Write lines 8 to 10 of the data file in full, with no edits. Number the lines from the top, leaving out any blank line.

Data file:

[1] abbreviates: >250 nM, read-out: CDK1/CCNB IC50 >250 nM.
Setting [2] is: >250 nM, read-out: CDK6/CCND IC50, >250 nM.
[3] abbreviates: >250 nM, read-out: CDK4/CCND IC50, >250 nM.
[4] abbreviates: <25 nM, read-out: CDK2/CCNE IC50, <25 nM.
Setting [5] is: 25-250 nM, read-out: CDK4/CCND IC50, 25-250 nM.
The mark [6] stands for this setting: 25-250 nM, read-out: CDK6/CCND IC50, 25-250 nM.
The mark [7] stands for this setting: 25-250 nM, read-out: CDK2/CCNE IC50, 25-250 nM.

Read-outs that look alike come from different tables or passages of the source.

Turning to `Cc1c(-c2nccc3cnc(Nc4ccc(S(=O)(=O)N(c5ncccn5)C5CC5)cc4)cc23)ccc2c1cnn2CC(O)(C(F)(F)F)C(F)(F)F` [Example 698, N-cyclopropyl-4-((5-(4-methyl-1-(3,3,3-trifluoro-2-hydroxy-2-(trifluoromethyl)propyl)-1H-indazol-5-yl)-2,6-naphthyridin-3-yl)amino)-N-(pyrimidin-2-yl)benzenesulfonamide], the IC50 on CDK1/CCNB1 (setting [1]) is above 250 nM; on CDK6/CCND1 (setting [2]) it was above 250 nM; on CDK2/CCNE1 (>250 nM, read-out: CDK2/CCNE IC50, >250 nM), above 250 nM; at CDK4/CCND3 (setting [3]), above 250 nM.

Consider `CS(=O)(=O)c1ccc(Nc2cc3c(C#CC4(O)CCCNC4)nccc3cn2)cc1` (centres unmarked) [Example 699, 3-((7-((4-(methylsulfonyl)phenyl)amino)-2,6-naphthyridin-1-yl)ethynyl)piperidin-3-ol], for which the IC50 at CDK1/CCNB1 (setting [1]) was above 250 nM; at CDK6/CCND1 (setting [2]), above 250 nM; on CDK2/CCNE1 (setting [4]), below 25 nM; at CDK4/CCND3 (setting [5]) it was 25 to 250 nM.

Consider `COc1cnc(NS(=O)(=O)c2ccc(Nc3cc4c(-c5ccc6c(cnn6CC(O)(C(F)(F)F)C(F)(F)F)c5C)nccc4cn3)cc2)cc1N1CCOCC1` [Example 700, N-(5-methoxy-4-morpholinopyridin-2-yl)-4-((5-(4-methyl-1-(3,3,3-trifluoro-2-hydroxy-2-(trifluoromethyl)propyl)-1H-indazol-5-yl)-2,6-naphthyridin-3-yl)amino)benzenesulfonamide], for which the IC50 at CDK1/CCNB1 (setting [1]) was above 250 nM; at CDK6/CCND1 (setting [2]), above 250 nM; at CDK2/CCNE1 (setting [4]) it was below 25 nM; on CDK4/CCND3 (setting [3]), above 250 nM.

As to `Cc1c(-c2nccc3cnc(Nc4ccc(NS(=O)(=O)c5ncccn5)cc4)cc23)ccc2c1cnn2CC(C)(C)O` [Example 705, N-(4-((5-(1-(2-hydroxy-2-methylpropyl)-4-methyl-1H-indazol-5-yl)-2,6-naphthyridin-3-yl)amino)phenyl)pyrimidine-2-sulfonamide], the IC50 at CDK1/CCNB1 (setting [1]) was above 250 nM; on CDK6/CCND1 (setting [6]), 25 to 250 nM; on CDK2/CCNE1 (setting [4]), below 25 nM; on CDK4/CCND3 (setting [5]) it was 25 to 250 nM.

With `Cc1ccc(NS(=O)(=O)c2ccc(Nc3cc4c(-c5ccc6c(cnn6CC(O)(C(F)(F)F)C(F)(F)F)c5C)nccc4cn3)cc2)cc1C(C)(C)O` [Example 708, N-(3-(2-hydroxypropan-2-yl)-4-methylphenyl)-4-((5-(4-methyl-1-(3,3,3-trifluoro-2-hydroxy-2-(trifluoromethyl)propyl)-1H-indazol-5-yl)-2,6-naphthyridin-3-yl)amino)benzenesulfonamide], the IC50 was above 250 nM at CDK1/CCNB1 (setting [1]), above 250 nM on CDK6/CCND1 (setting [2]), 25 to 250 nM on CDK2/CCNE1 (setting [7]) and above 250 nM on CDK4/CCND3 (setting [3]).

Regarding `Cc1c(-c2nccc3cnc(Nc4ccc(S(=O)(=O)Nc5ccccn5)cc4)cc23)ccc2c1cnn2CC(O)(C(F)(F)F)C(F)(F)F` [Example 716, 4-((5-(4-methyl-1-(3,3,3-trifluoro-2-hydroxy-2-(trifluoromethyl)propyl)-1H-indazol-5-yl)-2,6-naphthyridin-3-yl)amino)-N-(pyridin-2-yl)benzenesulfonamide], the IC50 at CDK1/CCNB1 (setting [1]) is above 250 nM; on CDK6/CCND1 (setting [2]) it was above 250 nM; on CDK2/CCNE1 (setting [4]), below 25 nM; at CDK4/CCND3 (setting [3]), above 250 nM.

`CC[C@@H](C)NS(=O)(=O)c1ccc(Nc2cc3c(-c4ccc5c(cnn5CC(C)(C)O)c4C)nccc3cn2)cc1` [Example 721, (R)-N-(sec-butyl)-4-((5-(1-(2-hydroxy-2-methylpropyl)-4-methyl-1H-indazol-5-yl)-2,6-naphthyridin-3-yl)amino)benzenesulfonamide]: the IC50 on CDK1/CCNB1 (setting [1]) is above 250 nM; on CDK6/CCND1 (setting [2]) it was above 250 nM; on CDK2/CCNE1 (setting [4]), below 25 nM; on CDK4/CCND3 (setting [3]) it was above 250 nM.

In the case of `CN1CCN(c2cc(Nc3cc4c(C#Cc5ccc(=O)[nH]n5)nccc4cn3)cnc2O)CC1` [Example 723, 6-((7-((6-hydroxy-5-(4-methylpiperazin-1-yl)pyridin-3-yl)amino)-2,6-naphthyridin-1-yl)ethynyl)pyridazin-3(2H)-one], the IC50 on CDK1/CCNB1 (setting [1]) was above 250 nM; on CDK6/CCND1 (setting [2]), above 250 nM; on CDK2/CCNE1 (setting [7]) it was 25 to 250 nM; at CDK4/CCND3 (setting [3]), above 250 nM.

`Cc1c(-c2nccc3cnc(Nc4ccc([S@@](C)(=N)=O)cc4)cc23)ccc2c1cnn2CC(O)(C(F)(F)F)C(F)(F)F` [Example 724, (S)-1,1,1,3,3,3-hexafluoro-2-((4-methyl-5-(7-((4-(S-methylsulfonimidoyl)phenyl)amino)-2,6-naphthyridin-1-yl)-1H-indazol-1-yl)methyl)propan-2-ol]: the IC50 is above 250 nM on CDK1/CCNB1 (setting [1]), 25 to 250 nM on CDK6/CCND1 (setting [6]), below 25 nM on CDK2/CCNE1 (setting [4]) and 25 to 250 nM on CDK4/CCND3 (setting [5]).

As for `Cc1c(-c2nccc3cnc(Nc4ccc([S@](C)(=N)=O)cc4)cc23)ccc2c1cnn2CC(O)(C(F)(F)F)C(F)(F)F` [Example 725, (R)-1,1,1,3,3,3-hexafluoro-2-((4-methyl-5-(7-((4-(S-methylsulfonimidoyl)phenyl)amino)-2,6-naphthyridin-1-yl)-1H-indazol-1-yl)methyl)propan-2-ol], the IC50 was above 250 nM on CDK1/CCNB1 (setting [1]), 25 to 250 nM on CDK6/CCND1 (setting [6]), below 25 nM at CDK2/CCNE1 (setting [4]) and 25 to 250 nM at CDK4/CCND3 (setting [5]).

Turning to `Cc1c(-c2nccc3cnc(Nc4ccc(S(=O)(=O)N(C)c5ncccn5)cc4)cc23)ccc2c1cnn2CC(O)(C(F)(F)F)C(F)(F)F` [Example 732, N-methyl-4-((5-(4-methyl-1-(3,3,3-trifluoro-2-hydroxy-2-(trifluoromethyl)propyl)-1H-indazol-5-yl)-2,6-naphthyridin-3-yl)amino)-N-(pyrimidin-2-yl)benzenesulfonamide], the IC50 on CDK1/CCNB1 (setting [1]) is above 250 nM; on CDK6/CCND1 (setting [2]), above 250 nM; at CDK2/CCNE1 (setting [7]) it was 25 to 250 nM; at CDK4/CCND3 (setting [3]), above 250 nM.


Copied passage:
Read-outs that look alike come from different tables or passages of the source.

Turning to `Cc1c(-c2nccc3cnc(Nc4ccc(S(=O)(=O)N(c5ncccn5)C5CC5)cc4)cc23)ccc2c1cnn2CC(O)(C(F)(F)F)C(F)(F)F` [Example 698, N-cyclopropyl-4-((5-(4-methyl-1-(3,3,3-trifluoro-2-hydroxy-2-(trifluoromethyl)propyl)-1H-indazol-5-yl)-2,6-naphthyridin-3-yl)amino)-N-(pyrimidin-2-yl)benzenesulfonamide], the IC50 on CDK1/CCNB1 (setting [1]) is above 250 nM; on CDK6/CCND1 (setting [2]) it was above 250 nM; on CDK2/CCNE1 (>250 nM, read-out: CDK2/CCNE IC50, >250 nM), above 250 nM; at CDK4/CCND3 (setting [3]), above 250 nM.

Consider `CS(=O)(=O)c1ccc(Nc2cc3c(C#CC4(O)CCCNC4)nccc3cn2)cc1` (centres unmarked) [Example 699, 3-((7-((4-(methylsulfonyl)phenyl)amino)-2,6-naphthyridin-1-yl)ethynyl)piperidin-3-ol], for which the IC50 at CDK1/CCNB1 (setting [1]) was above 250 nM; at CDK6/CCND1 (setting [2]), above 250 nM; on CDK2/CCNE1 (setting [4]), below 25 nM; at CDK4/CCND3 (setting [5]) it was 25 to 250 nM.